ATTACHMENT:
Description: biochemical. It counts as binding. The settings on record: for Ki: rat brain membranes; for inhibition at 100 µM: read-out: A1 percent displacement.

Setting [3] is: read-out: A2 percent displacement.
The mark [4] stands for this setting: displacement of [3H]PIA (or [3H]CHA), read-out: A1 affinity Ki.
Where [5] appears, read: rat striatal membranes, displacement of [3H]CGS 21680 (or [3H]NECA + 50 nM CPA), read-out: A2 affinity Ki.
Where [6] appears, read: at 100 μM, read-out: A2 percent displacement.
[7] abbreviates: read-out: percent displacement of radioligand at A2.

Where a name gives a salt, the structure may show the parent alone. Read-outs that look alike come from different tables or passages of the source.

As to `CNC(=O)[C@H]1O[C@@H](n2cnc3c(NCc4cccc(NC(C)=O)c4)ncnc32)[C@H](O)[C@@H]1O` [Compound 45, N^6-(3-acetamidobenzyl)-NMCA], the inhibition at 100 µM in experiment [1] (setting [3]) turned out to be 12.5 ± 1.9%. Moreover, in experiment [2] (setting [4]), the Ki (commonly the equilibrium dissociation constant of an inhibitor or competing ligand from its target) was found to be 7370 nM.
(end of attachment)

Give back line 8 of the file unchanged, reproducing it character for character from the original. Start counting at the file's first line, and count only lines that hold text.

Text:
As to `CNC(=O)[C@H]1O[C@@H](n2cnc3c(NCc4cccc(NC(C)=O)c4)ncnc32)[C@H](O)[C@@H]1O` [Compound 45, N^6-(3-acetamidobenzyl)-NMCA], the inhibition at 100 µM in experiment [1] (setting [3]) turned out to be 12.5 ± 1.9%. Moreover, in experiment [2] (setting [4]), the Ki (commonly the equilibrium dissociation constant of an inhibitor or competing ligand from its target) was found to be 7370 nM.